Sharks feeding. Bahamas
The human being has always been fascinated by danger, that's his nature. In the 1970ies, an Australian diver began organizing visit-the-shark tours, although the visits were made to the most bloodthirsty species: tiger or white sharks. Afterwards, people from all over the world followed this idea.
Of course, there were no shark victims as these tours were organised most carefully and thoroughly taking into account all security measures. As a result, people now have an opportunity to observe sharks in their natural habitat and get the thrill without any harm or danger. In the Philippines, the divers were interviewed and more than 20% of them came here not just for beautiful underwater scenes, but to see the sharks.
This kind of activity is good for fish, as well. Having estimated the economic effect of this "shark business", many countries have clearly seen the profits. The Bahamas earns in this way no less than 314 million dollars, the Maldives - 20 million dollars. During its lifetime, one shark can bring 13,000 dollars of profit. Just compare: a killed shark costs only several hundred dollars.
The Bahamas is among the most popular places where one can swim with sharks and watch them being fed. AirPano team visited two interesting spots: the area of Tiger Sand beach, the habitat of the tiger shark, and the waters of Bimini Island, the place of the hammerhead shark. Species like lemon, whitetip reef and bull sharks and other predatory fish species can also be met here. The largest ones are tiger sharks (up to 5.5 meters long) and hammerhead sharks (more than 6 meters long). The smallest one is the whitetip reef shark with around 1.5 meters in length.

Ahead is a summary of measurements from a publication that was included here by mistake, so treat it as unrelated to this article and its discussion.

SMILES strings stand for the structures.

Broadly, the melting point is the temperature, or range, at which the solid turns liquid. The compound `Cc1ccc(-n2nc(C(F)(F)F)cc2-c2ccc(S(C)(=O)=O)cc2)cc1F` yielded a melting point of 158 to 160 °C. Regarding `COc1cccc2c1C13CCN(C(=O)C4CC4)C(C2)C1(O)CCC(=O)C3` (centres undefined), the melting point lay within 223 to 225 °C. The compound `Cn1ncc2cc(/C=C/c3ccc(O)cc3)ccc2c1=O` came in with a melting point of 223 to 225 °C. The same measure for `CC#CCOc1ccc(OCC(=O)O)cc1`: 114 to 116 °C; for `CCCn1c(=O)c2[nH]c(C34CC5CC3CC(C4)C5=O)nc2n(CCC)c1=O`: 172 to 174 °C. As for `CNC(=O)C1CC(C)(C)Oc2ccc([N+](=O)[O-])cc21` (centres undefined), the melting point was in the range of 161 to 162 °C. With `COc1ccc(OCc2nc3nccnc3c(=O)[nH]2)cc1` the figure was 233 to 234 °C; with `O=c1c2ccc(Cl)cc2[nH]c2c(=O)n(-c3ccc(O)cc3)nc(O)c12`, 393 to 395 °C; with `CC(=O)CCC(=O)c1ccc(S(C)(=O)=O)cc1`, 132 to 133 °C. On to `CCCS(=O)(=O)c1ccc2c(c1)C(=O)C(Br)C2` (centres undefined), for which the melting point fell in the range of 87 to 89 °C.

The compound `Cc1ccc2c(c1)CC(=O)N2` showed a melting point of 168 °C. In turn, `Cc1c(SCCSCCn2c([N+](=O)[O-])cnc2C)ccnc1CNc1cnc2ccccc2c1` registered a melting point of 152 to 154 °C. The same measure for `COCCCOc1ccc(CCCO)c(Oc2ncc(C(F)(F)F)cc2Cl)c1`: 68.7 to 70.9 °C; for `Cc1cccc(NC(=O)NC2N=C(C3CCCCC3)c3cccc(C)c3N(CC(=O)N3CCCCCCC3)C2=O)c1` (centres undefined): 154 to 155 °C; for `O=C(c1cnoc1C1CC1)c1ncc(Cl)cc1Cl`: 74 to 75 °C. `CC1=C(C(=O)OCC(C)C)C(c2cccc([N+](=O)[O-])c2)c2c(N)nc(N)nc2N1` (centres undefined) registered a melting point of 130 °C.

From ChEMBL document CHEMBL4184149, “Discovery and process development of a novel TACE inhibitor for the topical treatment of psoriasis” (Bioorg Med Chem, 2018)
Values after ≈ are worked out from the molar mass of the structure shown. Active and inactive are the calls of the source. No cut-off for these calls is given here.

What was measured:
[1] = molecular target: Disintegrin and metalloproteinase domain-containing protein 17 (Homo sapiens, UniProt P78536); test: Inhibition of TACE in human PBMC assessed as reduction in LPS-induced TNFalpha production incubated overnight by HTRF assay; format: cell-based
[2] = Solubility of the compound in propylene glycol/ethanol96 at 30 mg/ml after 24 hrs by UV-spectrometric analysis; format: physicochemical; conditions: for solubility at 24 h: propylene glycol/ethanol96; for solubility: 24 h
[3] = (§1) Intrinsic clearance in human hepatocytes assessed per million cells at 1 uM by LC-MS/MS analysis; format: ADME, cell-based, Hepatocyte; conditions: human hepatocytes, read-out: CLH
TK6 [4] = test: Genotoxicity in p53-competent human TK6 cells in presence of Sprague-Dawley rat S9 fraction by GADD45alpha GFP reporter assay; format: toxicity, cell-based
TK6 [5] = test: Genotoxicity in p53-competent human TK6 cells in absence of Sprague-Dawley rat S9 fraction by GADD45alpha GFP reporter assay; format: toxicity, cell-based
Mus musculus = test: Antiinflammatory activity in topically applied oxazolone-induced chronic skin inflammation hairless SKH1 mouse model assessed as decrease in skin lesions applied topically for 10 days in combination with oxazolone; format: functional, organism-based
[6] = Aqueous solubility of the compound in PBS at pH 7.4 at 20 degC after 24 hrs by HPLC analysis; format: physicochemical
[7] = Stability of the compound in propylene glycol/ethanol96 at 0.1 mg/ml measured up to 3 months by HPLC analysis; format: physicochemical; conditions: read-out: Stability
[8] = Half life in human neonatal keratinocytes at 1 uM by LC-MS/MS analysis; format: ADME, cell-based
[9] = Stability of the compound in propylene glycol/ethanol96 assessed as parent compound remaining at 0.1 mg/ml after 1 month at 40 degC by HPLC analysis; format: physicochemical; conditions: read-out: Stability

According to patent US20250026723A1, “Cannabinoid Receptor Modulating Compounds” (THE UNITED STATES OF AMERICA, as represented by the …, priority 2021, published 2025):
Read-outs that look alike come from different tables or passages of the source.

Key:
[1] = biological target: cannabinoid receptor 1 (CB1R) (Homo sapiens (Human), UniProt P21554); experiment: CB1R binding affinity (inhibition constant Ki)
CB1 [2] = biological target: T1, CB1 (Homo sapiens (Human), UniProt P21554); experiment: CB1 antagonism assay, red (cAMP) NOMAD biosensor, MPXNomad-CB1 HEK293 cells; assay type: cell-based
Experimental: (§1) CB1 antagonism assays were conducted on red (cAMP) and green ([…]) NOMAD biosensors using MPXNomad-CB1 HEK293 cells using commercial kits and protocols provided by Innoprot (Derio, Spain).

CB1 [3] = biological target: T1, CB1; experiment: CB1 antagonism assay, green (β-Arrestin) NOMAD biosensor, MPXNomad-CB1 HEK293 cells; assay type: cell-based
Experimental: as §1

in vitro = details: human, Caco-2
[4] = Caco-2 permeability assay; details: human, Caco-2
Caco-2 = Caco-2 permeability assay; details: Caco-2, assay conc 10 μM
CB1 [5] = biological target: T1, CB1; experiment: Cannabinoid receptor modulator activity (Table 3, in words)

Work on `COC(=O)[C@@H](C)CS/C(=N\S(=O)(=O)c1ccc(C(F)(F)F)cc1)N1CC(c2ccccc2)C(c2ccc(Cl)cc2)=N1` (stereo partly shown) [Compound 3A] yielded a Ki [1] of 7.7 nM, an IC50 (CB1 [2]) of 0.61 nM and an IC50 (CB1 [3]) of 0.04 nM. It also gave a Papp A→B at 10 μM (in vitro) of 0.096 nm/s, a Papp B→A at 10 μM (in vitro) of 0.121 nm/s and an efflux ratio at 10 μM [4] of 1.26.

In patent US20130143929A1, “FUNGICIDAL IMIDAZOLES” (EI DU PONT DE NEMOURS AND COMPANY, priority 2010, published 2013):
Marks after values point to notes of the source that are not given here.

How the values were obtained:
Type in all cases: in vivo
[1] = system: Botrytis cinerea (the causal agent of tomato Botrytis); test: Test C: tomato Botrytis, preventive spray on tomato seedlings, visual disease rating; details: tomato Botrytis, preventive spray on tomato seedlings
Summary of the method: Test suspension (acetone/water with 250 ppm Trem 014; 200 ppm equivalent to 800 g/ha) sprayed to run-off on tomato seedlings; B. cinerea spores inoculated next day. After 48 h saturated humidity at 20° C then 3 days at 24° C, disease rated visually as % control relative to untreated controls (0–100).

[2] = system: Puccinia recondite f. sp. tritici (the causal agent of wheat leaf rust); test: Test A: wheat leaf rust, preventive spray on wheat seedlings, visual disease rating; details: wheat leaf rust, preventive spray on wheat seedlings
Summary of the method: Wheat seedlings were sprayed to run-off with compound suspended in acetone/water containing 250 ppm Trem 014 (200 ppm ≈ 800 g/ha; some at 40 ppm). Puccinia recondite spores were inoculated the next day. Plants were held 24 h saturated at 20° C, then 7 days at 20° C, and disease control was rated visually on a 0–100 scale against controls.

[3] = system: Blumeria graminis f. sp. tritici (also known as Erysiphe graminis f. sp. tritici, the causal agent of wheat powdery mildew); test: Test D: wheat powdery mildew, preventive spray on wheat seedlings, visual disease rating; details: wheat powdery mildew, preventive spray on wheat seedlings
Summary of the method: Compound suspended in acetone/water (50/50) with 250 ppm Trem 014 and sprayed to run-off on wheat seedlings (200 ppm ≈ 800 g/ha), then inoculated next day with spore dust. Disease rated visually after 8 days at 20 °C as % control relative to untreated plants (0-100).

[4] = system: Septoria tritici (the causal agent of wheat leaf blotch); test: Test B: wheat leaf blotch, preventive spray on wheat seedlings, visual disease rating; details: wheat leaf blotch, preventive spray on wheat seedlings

All of them are potentially dangerous for people but they don't display aggression while being fed. Experienced guides who accompany the dive know the shark's habits and even their names: Emma, Hook, Princess... The guides give them frozen fish out of a metal box at the depth of up to 10 meters. The predators are allured by accessible food and do not attack humans, sometimes they even let people pet them.
Previously, ecologists assumed that it is harmful for sharks to receive food out of the human hands and they lose their natural instincts. However, the data based on many years of observation have disproved it: when the tourist season is over, sharks behave in the same manner as they are used to and migrate over long distances in search of food.
When feeding the main "stars" of this event, hammerhead and tiger sharks, you can also observe numerous nurse sharks. They usually lie on the bottom or swim in circles waiting for some leftovers. Bull and lemon sharks are also attracted by the smell of food but they stay aside.
Have an extraordinary experience of diving with sharks by watching our video! It is actually a rare opportunity and great support for ecotourism. It is almost impossible to see tiger sharks in captivity as they usually die in several months in such conditions. While the hammerhead shark is an endangered species: if countries prefer fishery to ecotourism, this shark may go extinct.
24 June 2020
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